The warrior Minamoto no Raikō has fallen ill. While his servant looks after him, Kochō, a lady-in-waiting comes to visit him, bringing a medicament with her. Even though Kochō has been taking care of him, Raikō does not seem to get any better.
That night, a strange-looking Monk visits Raikō’s home. All of a sudden, the Monk attacks Raikō, spitting spiderweb from his mouth. Raikō quickly draws the sword “Hizamaru and slashes the Monk, though he manages to escape.
Having heard of this accident, Hitorimusha, one of Raikō’s retainers, hurries to see him. Raikō tells him that a suspicious monk visited his house, but all of a sudden transformed itself into a two-meter tall monstrous spider. Raikō managed to wound the monster with his sword, which he renamed “Kumokiri” (Spider-Cutter). Following the blood trail the monster left, Hitorimusha sets out to chase the spider.
Hitorimusha's servant appears. He relates what just happened and explains that Hitorimusha is on his way to slain Tsuchigumo. Before long, Hitorimusha and a group of warriors surround the mound in which monster is thought to be hiding, and break in. From inside emerges Tsuchigumo, a monstrous spider. The warriors and the monster engage in a violent fight, with swords slashing a thousand spiderwebs. Finally, Hitorimusha and his men subdue Tsuchigumo.
The main highlights of the play are the confrontation between Raikō and the Monk in the first act, and the fight between the Hitorimusha and the Tsuchigumo in the second act. The paper strips used for spiderwebs thrown by the shite are a unique feature of this play.
Even though the custom of throwing the spiderwebs already existed, the narrow and long strips used today were only created in the Meiji period by a famous actor of the Kongō School. There are many representations of spiders in Japan. A famous poem goes “My love will visit me tonight. The spider’s weaving has taught me so.” This poem compares the steady work of the spider weaving its web to the bond between two lovers. It is also thought that a spider can be a premonition of someone visiting a house. These images are interwoven in the narrative of the monk in disguise visiting Raikō in the play “Tsuchigumo.”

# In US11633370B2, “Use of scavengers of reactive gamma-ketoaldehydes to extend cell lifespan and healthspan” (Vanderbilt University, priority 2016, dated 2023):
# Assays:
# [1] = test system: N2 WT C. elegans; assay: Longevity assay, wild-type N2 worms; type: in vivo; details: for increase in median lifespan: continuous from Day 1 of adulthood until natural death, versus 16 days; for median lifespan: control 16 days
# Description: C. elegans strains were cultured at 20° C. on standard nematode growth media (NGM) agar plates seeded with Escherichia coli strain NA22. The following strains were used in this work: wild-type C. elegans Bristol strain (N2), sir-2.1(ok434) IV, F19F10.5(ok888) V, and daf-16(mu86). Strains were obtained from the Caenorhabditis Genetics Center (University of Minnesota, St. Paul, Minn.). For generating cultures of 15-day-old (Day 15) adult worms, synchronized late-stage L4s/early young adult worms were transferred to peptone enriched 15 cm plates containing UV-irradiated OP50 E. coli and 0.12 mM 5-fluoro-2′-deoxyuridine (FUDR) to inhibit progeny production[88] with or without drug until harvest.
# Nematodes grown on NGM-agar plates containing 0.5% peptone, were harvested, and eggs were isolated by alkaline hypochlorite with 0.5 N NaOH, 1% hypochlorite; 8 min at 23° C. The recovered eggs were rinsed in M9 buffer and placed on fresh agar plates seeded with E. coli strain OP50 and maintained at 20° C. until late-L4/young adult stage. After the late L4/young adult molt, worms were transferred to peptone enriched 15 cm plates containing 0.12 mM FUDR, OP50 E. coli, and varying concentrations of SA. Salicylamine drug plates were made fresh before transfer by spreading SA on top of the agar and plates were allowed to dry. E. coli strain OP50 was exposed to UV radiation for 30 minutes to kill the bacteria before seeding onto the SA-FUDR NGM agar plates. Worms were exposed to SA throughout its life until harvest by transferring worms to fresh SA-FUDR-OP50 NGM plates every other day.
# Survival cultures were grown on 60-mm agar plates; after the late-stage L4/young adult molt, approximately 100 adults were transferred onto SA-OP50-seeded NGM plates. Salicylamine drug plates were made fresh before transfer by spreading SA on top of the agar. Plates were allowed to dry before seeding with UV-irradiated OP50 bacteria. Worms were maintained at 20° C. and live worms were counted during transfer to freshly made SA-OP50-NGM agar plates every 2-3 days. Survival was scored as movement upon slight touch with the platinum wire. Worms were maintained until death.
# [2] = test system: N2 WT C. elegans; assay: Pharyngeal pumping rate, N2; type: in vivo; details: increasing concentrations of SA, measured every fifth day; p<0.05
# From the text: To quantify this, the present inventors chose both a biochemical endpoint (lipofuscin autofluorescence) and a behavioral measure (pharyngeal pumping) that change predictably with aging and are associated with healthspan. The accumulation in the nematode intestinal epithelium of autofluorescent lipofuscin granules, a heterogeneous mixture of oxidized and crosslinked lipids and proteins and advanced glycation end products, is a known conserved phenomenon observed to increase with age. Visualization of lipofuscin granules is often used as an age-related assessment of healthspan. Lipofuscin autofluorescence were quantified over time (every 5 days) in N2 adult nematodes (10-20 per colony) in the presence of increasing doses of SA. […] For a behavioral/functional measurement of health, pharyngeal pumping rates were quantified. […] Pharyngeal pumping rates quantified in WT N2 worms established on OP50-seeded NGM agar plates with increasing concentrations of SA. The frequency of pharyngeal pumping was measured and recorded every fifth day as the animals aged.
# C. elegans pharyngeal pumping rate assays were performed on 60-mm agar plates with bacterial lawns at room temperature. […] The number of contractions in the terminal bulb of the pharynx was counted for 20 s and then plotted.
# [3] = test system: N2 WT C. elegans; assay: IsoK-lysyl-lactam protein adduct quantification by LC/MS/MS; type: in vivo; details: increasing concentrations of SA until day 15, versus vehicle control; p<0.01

During the Japanese middle-age representations of the monstrous spider spread and widened. In the painting scrolls “Tales of the Tsuchigumo” the story is slightly different: Raikō enters a run-down house and confronts various creatures, until he finally fights a monstrous spider. In the “Nihon Shoki,” a book collecting foundation myths and chronicles of ancient Japan, it is said that a clan called Tsuchigumo caused ruin on the Imperial house. They are depicted as “of short stature, but with long arms and legs.” After being subjugated, the Emperor spared them, and it is thought that he called them “Tsuchigumo.” Interestingly, in the second half of the play, the monstrous spider is referred to as “the spirit of Tsuchigumo,” a suggesting that the creature is the embodied spirit of the Tsuchigumo clan who lived long ago. Even though initially the narrative of the play may seem as the simple “hero slays monster” story, its background is much deeper.